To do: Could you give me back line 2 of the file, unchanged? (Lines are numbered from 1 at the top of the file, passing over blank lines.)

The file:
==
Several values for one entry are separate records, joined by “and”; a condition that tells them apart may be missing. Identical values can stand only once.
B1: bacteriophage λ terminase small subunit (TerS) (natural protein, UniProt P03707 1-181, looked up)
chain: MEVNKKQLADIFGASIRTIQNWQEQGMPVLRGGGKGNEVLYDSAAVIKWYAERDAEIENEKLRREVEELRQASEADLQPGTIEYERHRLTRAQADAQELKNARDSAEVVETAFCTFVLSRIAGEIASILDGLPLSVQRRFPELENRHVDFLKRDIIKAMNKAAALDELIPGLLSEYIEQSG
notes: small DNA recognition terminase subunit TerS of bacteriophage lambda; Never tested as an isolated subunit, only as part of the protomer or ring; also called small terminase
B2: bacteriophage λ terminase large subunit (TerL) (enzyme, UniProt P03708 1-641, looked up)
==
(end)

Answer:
B1: bacteriophage λ terminase small subunit (TerS) (natural protein, UniProt P03707 1-181, looked up)